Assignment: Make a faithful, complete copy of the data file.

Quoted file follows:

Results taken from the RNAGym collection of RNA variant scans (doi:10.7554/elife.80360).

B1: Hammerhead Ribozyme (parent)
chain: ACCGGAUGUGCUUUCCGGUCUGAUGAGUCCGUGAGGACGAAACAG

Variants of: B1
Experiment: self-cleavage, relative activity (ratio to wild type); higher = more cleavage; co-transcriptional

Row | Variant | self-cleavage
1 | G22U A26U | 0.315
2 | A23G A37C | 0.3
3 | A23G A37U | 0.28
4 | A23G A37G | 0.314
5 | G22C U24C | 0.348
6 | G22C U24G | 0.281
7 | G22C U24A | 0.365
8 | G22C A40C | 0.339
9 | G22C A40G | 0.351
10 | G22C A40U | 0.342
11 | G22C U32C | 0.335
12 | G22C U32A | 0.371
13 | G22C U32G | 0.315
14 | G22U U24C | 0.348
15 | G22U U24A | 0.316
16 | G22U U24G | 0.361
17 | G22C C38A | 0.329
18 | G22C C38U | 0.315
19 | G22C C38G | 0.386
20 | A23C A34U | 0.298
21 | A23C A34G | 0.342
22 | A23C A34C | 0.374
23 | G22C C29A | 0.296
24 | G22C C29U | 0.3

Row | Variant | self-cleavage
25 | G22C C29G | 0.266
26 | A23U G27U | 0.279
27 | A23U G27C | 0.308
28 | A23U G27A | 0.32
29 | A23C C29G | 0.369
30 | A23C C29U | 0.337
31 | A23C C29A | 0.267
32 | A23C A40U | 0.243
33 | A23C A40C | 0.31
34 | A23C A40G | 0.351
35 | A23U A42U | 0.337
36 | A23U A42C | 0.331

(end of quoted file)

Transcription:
Results taken from the RNAGym collection of RNA variant scans (doi:10.7554/elife.80360).

B1: Hammerhead Ribozyme (parent)
chain: ACCGGAUGUGCUUUCCGGUCUGAUGAGUCCGUGAGGACGAAACAG

Variants of: B1
Experiment: self-cleavage, relative activity (ratio to wild type); higher = more cleavage; co-transcriptional

Row | Variant | self-cleavage
1 | G22U A26U | 0.315
2 | A23G A37C | 0.3
3 | A23G A37U | 0.28
4 | A23G A37G | 0.314
5 | G22C U24C | 0.348
6 | G22C U24G | 0.281
7 | G22C U24A | 0.365
8 | G22C A40C | 0.339
9 | G22C A40G | 0.351
10 | G22C A40U | 0.342
11 | G22C U32C | 0.335
12 | G22C U32A | 0.371
13 | G22C U32G | 0.315
14 | G22U U24C | 0.348
15 | G22U U24A | 0.316
16 | G22U U24G | 0.361
17 | G22C C38A | 0.329
18 | G22C C38U | 0.315
19 | G22C C38G | 0.386
20 | A23C A34U | 0.298
21 | A23C A34G | 0.342
22 | A23C A34C | 0.374
23 | G22C C29A | 0.296
24 | G22C C29U | 0.3

Row | Variant | self-cleavage
25 | G22C C29G | 0.266
26 | A23U G27U | 0.279
27 | A23U G27C | 0.308
28 | A23U G27A | 0.32
29 | A23C C29G | 0.369
30 | A23C C29U | 0.337
31 | A23C C29A | 0.267
32 | A23C A40U | 0.243
33 | A23C A40C | 0.31
34 | A23C A40G | 0.351
35 | A23U A42U | 0.337
36 | A23U A42C | 0.331